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No. 16 Notre Dame vs. No. 23 Navy: Who, what, when, where, why and by how much

Chris Simms and Paul Burmeister preview the matchup between No. 16 Notre Dame and No. 23 Navy and explain why the Midshipmen's triple-option attack is so difficult to defend.

WHO? No. 16 Notre Dame (7-2) vs. No. 23 Navy (7-1).

WHAT? The Irish and Midshipmen have not met with both ranked since 1978. More precisely, Navy has not been ranked for this matchup since then. By no means was that expected this year, with the Midshipmen coming off a 3-10 struggle last season. In fact, this space’s preseason predictions expected only Virginia to visit Notre Dame as a ranked opponent.

WHEN? 2:30 ET. Kickoff should be the usual 12 minutes later, with a flyover in the interim.

WHERE? Notre Dame Stadium, South Bend, Ind. Temperatures should be in the mid-30s for the 70,000+ in attendance. Why such a vague number, rather than the capacity of 77,622? Notre Dame does not expect a sellout, snapping a streak of 273 Irish home games dating back to 1973.

While it may have been the second-longest such streak in NCAA history, it was hardly a genuine run for quite some time. Notre Dame director of athletics Jack Swarbrick acknowledged some of those borderline-forced sales from recent years.

“Group sales were a big part of keeping the streak going, too,” Swarbrick told the South Bend Tribune. “We’d go to somebody who was ‘a friend of Notre Dame’ and say, ‘Gee, can you help us with this game? Can you buy 50 tickets and distribute them to your employees?’”

NBC will have the national broadcast, with the game streaming online and via the NBC Sports app. As always, NBC Sports Gold is available to international fans.

WHY? Why did the sellout streak end? A combination of reasons, including three home games in November, all against lackluster opponents. Even if this is the highest Navy has been ranked when facing the Irish in 41 years, it is not an opponent many fans will schedule their travel around.

Add to that the factors leading to dwindling attendance across the country — higher-quality televisions, booming ticket prices, sheer inconvenience, general economic concerns — and the only surprise is that the sellout streak did not end earlier. It probably would have if the Stadium renovations a few years ago had not removed a few thousand seats and moved the Notre Dame band into the stands, taking up a couple hundred more.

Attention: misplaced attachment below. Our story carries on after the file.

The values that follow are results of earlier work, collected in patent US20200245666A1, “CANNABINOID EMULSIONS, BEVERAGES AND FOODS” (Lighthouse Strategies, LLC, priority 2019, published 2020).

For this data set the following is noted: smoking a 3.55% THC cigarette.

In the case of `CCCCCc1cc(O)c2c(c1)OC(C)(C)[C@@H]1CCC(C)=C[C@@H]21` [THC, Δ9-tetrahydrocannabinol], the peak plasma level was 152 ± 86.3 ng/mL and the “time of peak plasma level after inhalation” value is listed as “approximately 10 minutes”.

BUT BACK TO FOOTBALL, WHY? To quote Irish head coach Brian Kelly on what stands out about this annual meeting:

“Just the respect part of it in terms of who we’re going against, leaders of our country, Naval Academy, coaching staff, players. That, to me, is what’s great about this game. The history and tradition behind it and why this game is being played today.”

BY HOW MUCH? The Irish opened as 11-point favorites six days ago, but that number slowly ticked down to a touchdown, where it stood as Friday turned to Saturday. That shift was more a reflection of how good the Midshipmen have looked this season than it was a criticism of the Irish. Specifically, Navy’s defense might have a chance at keeping Notre Dame in check.

That has long been the make-or-break aspect in this series. While the Irish sometimes struggle defending the triple-option, they are rarely gashed by it. Garbage time propelled the Midshipmen to 39 points in 2014; they genuinely ripped through Bob Diaco’s defense in 2010; and triple overtime inflated the totals in 2007. Otherwise, Navy has scored 30 or more points on Notre Dame only twice in the last 56 years, in a competitive game in 2013 and in an Irish blowout in 1990. (The Midshipmen won 35-14 in 1963, ranked No. 4 at the time, the last Naval victory against Notre Dame for 43 years.)

Keeping Navy below 30 points so frequently meant the Irish just needed to get some points on the board. Not so many as to constitute an offensive explosion, but enough to exert control of the game. That will be tougher Saturday than in years’ past.

Midshipmen head coach Ken Niumatalolo pulled Brian Newberry up from Kennesaw State to take over as Navy’s defensive coordinator this year, and the results have been undeniably successful. While total stats can be deflated against the Midshipmen because of the time drained by the triple-option, averages and rates put a strong defense in perspective.

Navy gives up 3.22 yards per rush, No. 18 in the country, and it is No. 19 in passing efficiency defense. Midshipmen opponents have scored on only 72.7 percent of their red-zone possessions, No. 17 in the country, and convert only 32.5 percent of their third downs, No. 23.

“From a transformational standpoint, their defense is so much better at everything that they do from coverage to getting after the quarterback,” Kelly said Monday. “... Part of it is scheme, part of it is they got some good players with some experience. I like their safeties; they can play anywhere in the country, both of them.”

Yet, a combined point total over/under of 55 suggests Notre Dame should score 31. It still has skill players far more talented than Navy’s best defenders, even those safeties, junior Evan Fochtman and sophomore Kevin Brennan.

The Irish will need those playmakers to open this up and force the Midshipmen away from the triple-option. Senior receiver Chase Claypool will need to continue to make highlight catches; junior tight end Cole Kmet will need to continue to exploit mismatches; and fifth-year receiver Chris Finke will need to continue his recent surge.

Otherwise, the Midshipmen red-zone and third-down discipline may bog down the Irish offense until the afternoon becomes a stressful endeavor. Just a few chunk plays should do the trick. The two times Navy has given up more than 30 points this season, the opposition had 11 possessions.

Notre Dame 31, Navy 21.
(8-1 in pick; 4-5 against the spread, 4-5 point total.)

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